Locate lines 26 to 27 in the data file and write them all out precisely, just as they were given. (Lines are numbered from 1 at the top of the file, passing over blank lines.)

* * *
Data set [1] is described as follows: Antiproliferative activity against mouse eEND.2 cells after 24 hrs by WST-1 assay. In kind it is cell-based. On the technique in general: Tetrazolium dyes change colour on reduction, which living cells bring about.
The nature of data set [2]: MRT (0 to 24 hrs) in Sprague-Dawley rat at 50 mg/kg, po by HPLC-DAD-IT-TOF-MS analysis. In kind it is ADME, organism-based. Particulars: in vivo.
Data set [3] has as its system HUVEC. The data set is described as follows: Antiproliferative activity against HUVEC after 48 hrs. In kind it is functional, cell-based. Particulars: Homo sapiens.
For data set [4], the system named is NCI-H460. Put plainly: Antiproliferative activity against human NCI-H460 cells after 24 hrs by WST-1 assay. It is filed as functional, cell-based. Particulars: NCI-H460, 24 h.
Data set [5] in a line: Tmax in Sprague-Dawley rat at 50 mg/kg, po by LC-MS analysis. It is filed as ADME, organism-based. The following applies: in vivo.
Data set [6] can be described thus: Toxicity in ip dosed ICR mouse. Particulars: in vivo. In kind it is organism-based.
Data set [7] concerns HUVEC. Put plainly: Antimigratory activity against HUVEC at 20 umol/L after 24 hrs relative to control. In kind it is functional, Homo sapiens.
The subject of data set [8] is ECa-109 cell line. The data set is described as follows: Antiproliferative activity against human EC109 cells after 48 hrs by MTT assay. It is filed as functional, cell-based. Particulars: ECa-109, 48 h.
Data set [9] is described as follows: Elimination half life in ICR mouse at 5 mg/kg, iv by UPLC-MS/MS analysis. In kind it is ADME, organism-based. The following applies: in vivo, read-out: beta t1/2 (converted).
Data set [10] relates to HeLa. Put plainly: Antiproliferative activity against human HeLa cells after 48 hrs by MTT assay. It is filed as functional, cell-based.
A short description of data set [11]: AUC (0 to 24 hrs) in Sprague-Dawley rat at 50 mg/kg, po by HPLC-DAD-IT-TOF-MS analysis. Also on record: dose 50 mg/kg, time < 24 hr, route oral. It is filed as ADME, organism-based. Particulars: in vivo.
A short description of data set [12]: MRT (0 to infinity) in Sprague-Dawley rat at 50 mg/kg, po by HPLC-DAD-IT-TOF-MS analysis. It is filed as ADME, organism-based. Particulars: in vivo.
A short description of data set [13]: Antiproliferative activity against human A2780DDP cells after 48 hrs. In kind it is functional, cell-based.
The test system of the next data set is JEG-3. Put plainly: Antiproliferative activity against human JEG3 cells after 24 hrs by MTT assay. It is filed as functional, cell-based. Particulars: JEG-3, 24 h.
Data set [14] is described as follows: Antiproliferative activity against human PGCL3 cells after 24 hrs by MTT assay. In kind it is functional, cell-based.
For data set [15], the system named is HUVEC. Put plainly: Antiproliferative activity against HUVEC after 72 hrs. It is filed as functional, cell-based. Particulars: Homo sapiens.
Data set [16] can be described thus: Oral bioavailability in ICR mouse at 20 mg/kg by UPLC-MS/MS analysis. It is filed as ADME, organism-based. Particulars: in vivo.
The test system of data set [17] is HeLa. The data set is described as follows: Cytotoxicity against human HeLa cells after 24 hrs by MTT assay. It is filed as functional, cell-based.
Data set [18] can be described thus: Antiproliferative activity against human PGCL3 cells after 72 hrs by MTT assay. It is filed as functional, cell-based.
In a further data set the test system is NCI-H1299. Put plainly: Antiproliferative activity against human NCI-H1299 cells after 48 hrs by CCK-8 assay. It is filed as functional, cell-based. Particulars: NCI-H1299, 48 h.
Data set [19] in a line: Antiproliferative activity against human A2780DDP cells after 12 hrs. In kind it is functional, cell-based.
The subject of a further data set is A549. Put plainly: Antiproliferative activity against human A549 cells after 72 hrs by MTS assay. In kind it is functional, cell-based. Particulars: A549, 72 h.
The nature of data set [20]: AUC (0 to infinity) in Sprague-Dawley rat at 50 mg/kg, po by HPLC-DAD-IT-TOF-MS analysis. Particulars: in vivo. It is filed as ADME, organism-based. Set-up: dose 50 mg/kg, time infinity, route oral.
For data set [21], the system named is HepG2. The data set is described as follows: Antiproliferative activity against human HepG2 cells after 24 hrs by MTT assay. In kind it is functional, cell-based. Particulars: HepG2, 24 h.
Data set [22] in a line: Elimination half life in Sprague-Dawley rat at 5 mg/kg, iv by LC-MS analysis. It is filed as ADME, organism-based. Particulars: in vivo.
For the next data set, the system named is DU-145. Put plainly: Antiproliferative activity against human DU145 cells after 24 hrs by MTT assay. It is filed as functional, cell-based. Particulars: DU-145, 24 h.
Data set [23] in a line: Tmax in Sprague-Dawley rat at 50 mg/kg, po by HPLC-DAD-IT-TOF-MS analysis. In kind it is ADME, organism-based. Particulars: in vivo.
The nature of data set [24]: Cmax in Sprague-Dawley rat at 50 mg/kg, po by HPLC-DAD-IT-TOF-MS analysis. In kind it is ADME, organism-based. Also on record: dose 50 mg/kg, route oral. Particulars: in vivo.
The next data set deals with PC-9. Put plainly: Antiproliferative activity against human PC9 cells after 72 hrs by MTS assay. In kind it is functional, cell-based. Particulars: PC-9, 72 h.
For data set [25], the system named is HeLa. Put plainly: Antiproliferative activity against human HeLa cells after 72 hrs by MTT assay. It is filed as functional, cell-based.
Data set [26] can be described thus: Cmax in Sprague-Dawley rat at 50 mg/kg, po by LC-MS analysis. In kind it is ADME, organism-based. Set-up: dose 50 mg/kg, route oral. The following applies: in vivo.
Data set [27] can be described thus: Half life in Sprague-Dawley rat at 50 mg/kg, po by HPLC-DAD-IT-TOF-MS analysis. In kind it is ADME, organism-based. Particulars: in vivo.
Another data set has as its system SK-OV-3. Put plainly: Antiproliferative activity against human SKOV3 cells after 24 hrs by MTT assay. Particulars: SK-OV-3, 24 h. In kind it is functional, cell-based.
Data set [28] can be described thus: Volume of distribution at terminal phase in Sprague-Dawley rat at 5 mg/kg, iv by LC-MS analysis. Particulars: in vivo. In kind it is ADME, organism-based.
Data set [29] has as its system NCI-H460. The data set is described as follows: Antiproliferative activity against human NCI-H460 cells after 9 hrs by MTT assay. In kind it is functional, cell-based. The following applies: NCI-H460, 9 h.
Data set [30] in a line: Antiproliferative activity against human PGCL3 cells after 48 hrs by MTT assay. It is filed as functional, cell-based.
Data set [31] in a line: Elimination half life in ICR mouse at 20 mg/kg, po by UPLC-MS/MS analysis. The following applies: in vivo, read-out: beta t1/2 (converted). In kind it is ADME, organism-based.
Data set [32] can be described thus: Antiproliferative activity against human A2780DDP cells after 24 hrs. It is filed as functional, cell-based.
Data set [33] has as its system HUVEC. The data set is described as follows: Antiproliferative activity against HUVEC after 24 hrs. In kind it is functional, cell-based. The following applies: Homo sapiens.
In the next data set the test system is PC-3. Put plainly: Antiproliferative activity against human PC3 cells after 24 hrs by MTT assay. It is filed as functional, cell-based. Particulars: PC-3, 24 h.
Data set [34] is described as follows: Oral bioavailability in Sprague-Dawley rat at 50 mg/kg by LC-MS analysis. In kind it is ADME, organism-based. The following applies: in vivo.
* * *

For the next data set, the system named is DU-145. Put plainly: Antiproliferative activity against human DU145 cells after 24 hrs by MTT assay. It is filed as functional, cell-based. Particulars: DU-145, 24 h.
Data set [23] in a line: Tmax in Sprague-Dawley rat at 50 mg/kg, po by HPLC-DAD-IT-TOF-MS analysis. In kind it is ADME, organism-based. Particulars: in vivo.